MICHIGAN—On Aug. 4, visitors to Hiawatha National Forest’s Point Iroquois Light House discovered yet another great way to get outside and explore the nation’s only national forest with lighthouses! The event, timed to coincide with the Michigan Lighthouse Festival in nearby Paradise, allowed visitors of all ages to participate in the launch of the Hiawatha’s first mobile gaming “mission” using Agents of Discovery®, an award-winning mobile gaming application. In addition to trying out the new AOD mission, participants played trivia, learned knot tying, did crafts and enjoyed live musical performances.
How did it go?
“It was a hit! Children and adults alike found a new way to connect with these iconic historic and cultural resources. Watching a grandmother and grandson navigate their way through the challenges, smiling all the way, was a special experience that I will not soon forget,” said Sean O’Donnell, U.S. Forest Service recreation technician who coordinated the event.
O’Donnell explained that the event is part of the Forest Service’s effort to raise awareness of the forest’s unique recreation niche.
“With shoreline on three of the Great Lakes, the Hiawatha National Forest is definitely the Great Lakes National Forest! Plus, we are the only national forest unit that manages lighthouses,” explained O’Donnell. “In addition to all the great things national forests do everywhere, this is something really special we have here.”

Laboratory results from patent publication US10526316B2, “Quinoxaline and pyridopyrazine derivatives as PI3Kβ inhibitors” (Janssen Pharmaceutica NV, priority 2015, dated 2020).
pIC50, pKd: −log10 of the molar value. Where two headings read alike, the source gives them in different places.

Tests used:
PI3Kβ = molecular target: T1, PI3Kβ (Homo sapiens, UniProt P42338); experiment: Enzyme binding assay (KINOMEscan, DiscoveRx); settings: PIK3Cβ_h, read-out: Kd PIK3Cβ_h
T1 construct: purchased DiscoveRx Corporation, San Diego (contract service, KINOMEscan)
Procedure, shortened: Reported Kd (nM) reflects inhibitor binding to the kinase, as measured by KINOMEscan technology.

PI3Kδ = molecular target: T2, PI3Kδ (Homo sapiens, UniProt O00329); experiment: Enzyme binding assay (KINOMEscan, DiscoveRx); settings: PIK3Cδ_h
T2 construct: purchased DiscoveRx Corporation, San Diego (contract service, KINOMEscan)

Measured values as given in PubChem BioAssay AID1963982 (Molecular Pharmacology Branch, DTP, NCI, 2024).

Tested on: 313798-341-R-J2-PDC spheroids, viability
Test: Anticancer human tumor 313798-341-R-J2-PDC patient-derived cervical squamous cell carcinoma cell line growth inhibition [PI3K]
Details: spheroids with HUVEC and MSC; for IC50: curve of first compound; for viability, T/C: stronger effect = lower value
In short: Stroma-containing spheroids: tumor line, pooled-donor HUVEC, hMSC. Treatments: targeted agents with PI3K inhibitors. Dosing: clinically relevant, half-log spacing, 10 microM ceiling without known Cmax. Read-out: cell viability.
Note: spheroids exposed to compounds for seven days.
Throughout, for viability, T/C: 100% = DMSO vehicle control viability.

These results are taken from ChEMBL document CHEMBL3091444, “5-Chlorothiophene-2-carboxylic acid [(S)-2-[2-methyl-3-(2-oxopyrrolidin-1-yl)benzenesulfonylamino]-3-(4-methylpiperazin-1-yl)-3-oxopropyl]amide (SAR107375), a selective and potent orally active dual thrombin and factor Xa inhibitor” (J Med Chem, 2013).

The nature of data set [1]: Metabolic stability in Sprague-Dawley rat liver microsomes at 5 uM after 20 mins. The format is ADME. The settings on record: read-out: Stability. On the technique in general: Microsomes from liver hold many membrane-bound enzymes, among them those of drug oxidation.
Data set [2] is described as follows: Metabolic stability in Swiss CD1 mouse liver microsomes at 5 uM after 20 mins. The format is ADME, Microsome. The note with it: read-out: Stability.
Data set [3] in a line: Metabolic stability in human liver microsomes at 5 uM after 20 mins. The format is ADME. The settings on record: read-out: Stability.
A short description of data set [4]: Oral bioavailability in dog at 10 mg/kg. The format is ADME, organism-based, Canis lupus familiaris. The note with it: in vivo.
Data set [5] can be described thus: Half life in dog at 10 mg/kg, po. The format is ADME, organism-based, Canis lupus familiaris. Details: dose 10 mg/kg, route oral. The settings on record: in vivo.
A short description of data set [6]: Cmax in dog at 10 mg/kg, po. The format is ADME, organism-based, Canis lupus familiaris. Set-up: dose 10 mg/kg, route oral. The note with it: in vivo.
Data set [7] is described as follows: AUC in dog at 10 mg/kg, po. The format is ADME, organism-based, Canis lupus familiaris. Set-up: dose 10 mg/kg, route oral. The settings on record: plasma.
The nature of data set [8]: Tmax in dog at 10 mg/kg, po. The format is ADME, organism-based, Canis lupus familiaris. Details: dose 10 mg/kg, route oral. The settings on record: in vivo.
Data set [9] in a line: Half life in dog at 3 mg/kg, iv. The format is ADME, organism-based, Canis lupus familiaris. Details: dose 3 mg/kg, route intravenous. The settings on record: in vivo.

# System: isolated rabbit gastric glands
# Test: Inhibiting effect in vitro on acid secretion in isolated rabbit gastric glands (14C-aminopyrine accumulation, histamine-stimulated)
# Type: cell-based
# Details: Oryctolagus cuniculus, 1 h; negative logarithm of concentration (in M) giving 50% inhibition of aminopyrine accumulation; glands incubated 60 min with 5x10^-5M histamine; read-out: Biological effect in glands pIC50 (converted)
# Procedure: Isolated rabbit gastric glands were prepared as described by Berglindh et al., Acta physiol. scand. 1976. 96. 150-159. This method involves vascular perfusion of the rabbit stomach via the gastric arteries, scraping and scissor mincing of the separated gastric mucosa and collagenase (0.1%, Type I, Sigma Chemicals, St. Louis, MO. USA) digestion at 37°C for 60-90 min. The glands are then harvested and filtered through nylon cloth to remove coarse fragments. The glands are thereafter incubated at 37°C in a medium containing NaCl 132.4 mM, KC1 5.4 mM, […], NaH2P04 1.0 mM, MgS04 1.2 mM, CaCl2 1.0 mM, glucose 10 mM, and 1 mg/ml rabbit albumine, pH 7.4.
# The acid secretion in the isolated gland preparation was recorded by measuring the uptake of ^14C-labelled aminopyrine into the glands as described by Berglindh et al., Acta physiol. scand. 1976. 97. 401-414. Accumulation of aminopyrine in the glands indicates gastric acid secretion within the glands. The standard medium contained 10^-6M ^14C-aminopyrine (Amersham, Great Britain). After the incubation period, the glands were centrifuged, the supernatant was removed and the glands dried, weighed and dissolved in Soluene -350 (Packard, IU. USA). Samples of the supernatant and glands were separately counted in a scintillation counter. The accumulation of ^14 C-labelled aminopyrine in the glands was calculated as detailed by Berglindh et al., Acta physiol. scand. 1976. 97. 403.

Organizers were thrilled that even with wet weather, about 200 visitors of all ages participated in the event, enthusiastically embracing technology as a way to learn more about this unique National Forest and its role in preserving our local maritime history.
According to Conservation Education Director Michiko Martin, "Agents of Discovery connects young people to their public lands. Conservation and stewardship remain as important as they were when the Forest Service was founded 110 years ago. We are helping to translate and deliver these values through games and technology, the language of kids today."
Why is this important?
“In order to ensure our public lands are conserved into the future, future leaders need to understand the benefits of public land and feel connected to the resources,” explained Melissa O’Donnell, Hiawatha National Forest education specialist.
Conservation education activities, including this project, give participants the opportunity to experience public lands firsthand and to forge those important emotional connections.